6. Then test your API or Web App in the cloud with some 3rd party tool in this case I am using Postman collection, Postman Environmental Settings and Newman

The above steps can be performed automatically when you make changes to a branch or manually from the commit view or branches view (on the row with the branch or commit id move you mouse on top of “…” to get the option “Run pipeline for a branch” and selected the manual pipeline option)

Needed steps:

  1. Create/have an IAM access keys for deployment into ECS and ECR from Bitbucket.
  2. Generate SSH keys in the Bitbucket repository where you plan to run your pipeline
  3. If you have any depended Bitbucket repositories copy the Public Key in Step 2 into that repository settings.
  4. Then in the primary repository from which you plan to deploy set environmental variables needed for the deployment.
  5. Create you pipeline with the example Bitbucket pipeline definition file and supplement scripts.

Step 1: AWS Access

You will need an access key/secrect to AWS with the following minimum policy settings:


{
    "Version": "2012-10-17",
    "Statement": [
        {
            "Sid": "VisualEditor0",
            "Effect": "Allow",
            "Action": [
                "ecs:ListTasks",
                "ecr:CompleteLayerUpload",
                "ecr:GetAuthorizationToken",
                "ecs:StopTask",
                "ecr:UploadLayerPart",
                "ecr:InitiateLayerUpload",
                "ecr:BatchCheckLayerAvailability",
                "ecr:PutImage"
            ],
            "Resource": "*"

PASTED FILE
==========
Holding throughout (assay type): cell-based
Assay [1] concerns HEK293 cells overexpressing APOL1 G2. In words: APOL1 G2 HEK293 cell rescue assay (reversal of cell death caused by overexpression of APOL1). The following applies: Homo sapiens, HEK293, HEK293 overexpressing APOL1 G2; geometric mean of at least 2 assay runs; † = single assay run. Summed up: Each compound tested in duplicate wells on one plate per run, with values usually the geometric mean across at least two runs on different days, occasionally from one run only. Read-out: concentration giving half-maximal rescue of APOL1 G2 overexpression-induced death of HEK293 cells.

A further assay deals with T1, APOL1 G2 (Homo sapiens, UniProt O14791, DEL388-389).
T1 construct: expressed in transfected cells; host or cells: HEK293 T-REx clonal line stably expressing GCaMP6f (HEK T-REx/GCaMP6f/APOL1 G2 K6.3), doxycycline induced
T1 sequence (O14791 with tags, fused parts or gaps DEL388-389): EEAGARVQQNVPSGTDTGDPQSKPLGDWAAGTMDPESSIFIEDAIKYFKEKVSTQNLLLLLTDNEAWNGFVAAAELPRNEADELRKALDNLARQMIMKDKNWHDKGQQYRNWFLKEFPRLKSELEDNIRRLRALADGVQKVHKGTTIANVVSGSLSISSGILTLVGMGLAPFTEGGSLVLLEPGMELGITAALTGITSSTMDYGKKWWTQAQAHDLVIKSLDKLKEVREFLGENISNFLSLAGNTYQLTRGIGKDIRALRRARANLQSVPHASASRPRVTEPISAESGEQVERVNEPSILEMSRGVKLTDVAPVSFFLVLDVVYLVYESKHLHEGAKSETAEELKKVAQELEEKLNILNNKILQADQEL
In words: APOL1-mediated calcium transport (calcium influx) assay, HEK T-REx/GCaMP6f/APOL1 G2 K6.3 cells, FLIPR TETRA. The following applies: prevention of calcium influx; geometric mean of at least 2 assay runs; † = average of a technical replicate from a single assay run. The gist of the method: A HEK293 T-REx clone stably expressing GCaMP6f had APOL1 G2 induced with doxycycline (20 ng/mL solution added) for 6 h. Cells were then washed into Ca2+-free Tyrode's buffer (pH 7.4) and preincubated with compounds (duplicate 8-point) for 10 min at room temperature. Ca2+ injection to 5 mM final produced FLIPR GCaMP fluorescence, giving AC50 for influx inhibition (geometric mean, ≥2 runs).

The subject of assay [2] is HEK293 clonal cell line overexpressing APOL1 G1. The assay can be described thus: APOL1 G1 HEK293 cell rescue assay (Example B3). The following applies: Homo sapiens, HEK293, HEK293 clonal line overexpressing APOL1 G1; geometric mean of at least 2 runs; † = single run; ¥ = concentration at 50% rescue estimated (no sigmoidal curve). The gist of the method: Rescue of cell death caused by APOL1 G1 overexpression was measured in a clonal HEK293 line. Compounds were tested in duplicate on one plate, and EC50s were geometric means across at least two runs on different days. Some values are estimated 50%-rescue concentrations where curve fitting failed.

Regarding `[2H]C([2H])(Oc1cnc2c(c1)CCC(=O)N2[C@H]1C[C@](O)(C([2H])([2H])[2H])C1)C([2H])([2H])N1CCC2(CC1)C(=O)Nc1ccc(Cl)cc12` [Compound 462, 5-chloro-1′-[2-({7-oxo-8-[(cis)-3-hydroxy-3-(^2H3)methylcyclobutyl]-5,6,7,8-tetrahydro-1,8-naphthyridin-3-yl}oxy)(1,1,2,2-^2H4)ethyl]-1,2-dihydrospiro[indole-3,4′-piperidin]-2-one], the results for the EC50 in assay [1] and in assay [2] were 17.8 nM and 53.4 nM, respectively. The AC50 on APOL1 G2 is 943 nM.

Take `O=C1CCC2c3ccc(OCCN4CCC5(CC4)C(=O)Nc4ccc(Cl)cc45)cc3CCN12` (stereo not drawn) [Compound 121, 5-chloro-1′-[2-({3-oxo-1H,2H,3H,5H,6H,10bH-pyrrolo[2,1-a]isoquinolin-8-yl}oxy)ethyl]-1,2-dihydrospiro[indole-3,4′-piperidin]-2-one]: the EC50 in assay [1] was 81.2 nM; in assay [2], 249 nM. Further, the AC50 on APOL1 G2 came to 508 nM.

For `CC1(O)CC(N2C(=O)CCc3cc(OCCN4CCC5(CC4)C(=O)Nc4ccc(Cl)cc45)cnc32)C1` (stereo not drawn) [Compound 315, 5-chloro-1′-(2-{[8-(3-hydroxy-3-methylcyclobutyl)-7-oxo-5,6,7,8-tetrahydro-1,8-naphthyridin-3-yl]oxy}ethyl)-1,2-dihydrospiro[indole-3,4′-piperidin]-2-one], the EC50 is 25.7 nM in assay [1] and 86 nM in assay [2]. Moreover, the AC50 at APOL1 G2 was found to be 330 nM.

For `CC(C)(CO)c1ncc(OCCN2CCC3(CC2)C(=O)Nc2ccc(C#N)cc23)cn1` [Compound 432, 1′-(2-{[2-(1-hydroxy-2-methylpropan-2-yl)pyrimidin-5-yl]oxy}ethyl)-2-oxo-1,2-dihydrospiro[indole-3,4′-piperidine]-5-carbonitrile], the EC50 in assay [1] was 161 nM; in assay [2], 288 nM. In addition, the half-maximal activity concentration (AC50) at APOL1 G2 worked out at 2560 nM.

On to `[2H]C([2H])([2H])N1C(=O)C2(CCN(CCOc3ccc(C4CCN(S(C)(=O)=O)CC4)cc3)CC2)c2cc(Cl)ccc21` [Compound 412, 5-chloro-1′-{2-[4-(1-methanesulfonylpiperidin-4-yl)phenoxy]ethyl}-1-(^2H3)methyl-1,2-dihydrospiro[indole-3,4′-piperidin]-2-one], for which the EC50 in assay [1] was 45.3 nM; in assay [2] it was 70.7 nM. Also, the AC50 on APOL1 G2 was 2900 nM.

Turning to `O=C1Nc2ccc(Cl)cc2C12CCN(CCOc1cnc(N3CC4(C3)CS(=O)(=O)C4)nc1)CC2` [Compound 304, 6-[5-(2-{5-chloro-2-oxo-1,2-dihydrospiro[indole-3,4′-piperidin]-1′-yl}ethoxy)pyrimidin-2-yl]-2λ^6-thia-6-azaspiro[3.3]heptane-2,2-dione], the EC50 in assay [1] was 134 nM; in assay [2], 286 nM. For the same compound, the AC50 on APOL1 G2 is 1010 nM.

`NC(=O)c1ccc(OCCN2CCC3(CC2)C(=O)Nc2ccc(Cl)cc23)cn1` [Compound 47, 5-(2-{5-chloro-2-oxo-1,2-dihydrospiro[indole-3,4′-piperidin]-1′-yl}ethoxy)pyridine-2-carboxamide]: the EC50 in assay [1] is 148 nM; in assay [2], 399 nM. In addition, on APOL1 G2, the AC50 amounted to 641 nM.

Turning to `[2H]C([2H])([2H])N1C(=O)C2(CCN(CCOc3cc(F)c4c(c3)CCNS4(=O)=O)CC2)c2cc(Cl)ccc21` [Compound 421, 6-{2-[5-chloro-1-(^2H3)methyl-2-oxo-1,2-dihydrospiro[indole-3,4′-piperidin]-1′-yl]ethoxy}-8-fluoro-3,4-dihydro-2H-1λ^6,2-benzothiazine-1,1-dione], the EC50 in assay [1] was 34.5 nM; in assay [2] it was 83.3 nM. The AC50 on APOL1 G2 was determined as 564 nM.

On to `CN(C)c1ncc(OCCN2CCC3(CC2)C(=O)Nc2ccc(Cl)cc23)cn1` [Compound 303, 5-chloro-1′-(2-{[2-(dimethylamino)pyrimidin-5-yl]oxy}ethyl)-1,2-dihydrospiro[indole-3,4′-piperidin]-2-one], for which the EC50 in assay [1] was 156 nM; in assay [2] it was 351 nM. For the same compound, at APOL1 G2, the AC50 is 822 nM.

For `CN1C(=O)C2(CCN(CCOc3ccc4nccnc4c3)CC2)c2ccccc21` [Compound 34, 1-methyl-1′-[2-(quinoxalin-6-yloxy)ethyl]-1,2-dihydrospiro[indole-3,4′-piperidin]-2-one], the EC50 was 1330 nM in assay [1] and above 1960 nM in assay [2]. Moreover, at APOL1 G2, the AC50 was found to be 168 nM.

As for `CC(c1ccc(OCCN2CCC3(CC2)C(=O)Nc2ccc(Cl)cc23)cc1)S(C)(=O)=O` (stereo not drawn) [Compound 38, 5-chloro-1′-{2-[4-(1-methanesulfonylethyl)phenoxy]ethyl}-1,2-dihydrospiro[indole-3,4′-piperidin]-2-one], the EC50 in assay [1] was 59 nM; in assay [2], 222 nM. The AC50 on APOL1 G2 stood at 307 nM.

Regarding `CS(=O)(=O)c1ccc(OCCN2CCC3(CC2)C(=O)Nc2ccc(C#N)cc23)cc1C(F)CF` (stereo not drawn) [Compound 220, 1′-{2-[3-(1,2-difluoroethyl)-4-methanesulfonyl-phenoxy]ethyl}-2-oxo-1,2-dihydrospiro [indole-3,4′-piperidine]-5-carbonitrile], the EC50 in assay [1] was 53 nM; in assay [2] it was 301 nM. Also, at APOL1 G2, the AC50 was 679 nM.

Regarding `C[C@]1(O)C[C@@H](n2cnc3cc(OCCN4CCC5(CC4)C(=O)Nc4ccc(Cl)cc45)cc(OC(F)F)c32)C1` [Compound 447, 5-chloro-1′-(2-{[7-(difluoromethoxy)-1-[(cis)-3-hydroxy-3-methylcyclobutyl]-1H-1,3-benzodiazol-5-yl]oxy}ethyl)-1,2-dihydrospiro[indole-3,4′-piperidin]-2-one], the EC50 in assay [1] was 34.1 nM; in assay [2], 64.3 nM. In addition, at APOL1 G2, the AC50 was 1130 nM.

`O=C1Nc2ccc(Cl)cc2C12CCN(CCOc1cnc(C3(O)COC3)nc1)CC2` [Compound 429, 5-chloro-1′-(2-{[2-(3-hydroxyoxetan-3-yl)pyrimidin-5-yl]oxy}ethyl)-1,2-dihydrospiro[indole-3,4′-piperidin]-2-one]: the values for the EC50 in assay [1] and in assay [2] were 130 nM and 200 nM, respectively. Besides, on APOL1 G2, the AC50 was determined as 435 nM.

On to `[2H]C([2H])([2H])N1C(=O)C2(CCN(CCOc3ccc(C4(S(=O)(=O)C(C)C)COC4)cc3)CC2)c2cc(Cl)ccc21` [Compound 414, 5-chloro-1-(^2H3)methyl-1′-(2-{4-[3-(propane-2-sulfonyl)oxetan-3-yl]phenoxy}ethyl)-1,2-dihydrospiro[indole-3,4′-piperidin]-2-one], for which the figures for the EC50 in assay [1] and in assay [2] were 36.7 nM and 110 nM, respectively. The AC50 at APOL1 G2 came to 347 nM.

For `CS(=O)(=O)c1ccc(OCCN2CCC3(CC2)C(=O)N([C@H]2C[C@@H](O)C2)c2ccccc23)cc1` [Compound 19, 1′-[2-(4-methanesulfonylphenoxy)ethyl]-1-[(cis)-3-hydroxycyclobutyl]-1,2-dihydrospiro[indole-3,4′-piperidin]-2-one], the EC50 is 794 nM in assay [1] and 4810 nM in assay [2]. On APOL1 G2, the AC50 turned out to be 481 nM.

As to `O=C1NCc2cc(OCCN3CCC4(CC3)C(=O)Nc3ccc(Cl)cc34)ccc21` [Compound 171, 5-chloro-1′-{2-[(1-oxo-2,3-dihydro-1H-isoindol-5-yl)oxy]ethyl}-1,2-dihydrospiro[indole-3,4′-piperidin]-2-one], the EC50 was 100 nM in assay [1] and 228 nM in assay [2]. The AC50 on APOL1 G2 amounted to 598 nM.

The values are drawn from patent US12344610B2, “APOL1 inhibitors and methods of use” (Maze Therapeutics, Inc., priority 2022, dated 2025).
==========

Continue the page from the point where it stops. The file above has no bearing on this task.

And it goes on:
}
    ]
}

Step 2: SSH Keys for Bitbucket

More info here on how to generate a key:

https://confluence.atlassian.com/bitbucket/use-ssh-keys-in-bitbucket-pipelines-847452940.html?_ga=2.23419699.803528104.1518767114-2088289616.1517306997

Notice: Remember to get the public key

Step 3: Other repositories (Optional)

From bitbucket:

If you want your Pipelines builds to be able to access a different Bitbucket repository (other than the repo where the builds run):

  1. Add an SSH key to the settings for the repo where the build will run, as described in Step 1 above (you can create a new key in Bitbucket Pipelines or use an existing key).
  2. Add the public key from that SSH key pair directly to settings for the other Bitbucket repo (i.e. the repo that your builds need to have access to).
    See Use access keys for details on how to add a public key to a Bitbucket repo.

Step 4: Setting up environmental variables

APPIMAGE_TESTENV_CLUSTER : The cluster name where to which the docker image is deployed to  in this case a test environment that is manually triggered

APPIMAGE_DEVENV_CLUSTER: A dev target cluster that is associated with the master branch and starts automatically